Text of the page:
When looking at your plans you ask if a runner is level 1-4, can you describe the difference between the levels?

Another question you ask is if the athlete is an Endurance, Speedster or Combo. You go into great detail on this in your book You only faster. But can you explain to someone who hasn’t read the book what the differences are between those three?

One of the ways to figure out what type of runner you are is your running calculator. So If I understand it right, if someone runs a 5k of say 17 minutes and types it into your calculator it says they should be running a 4:54 mile. Now if their mile time is 4:45 that would tend to show they are a speedster if their aerobic training was in place correct?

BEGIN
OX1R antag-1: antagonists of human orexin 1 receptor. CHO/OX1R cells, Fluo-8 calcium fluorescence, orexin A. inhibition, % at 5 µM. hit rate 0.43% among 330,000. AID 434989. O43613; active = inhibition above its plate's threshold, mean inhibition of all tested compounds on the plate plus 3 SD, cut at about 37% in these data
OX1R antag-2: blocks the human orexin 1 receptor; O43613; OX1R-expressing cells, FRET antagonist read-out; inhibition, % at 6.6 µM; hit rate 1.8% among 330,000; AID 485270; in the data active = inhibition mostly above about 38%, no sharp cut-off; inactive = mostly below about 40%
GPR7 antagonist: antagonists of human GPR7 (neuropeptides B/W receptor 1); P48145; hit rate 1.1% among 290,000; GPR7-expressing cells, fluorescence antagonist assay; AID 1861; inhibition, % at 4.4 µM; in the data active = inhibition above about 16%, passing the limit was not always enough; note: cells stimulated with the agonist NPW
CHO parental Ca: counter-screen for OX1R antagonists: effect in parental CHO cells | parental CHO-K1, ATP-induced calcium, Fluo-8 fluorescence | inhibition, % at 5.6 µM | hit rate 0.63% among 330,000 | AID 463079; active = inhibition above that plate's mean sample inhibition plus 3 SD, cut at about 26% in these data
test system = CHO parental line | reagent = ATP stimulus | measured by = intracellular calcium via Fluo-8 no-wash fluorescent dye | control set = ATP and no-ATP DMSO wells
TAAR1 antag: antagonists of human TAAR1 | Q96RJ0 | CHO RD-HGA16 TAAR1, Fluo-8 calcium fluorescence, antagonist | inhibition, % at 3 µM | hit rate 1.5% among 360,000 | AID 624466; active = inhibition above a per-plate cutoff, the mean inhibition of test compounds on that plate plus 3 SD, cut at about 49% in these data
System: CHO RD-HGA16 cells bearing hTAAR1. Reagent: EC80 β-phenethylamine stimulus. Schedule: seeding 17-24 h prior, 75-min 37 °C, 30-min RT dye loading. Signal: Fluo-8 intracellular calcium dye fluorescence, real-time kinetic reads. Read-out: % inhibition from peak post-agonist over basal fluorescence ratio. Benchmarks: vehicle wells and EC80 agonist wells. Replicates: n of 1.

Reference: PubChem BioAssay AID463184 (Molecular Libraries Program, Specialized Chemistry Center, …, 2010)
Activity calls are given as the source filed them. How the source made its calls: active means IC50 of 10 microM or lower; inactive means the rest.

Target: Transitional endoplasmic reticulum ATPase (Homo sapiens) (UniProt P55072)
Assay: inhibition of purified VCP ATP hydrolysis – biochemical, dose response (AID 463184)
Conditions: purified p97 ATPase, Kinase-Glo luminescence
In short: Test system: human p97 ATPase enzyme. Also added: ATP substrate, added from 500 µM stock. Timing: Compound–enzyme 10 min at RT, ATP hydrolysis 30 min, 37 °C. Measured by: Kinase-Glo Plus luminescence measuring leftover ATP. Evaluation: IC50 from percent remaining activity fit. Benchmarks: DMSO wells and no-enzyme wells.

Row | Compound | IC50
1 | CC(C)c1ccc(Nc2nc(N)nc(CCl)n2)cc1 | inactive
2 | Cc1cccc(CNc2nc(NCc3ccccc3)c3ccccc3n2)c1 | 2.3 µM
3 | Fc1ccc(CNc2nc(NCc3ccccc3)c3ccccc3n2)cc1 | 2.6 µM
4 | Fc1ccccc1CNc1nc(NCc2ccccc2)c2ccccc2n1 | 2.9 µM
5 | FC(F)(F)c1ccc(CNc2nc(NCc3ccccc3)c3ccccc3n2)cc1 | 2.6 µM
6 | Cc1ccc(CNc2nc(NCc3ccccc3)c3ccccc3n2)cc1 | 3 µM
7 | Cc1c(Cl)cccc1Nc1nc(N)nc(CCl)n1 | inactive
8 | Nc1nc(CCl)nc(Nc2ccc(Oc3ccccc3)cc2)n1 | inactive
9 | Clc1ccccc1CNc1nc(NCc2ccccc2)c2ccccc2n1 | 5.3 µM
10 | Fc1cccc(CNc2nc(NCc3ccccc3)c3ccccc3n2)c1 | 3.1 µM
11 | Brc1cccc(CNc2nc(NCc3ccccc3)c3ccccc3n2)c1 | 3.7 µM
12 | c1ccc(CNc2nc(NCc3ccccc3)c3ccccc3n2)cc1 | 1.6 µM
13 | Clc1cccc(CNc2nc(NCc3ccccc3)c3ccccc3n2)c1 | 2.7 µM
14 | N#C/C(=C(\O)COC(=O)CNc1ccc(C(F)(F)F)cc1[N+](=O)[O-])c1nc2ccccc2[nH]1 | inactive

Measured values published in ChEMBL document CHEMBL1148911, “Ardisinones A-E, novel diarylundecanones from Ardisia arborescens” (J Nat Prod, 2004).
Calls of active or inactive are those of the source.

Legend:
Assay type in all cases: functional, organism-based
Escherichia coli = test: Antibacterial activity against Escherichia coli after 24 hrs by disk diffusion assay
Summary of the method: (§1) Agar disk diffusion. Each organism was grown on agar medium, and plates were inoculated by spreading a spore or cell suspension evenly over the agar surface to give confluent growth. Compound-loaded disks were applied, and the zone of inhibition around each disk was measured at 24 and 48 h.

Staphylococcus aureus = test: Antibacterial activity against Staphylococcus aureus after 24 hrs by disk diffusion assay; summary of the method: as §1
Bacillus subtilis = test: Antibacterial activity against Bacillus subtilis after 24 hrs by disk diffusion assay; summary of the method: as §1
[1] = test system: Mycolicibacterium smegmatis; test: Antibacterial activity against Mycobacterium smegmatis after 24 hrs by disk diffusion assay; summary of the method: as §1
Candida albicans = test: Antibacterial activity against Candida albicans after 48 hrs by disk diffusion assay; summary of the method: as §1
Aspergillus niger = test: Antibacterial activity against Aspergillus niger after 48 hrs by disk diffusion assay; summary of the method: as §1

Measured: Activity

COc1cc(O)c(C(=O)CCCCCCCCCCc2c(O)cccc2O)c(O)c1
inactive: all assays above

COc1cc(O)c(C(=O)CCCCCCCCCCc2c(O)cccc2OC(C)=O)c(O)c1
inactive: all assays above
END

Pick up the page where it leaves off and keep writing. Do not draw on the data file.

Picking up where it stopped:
If that same athlete has recently run a 17 minute 5k it says their Tempo runs should be 5:44-5:58.. but if you use their recent 4:45 mile it would give them a tempo pace of nearly ten seconds per mile faster. So which would you recommend they use, the faster time because they may be more of a speedster of the 5k time because it is a longer event? Of course, this assumes both those events were recent good races and true times. 

In your mobile app you have 4 groups of workout paces. The first two are Endurance and Stamina. How do these two differ and what percentage of time do you think you should spend in each of these sections during a typical week or 12-week training cycle? 

Now let’s jump to your plans and take a look at some examples. Based on the training plans, if someone is following a level 4 training plan they obviously have a good solid base. What do you see as a typical base buildup looking like before someone jumps into a 12-week training plan?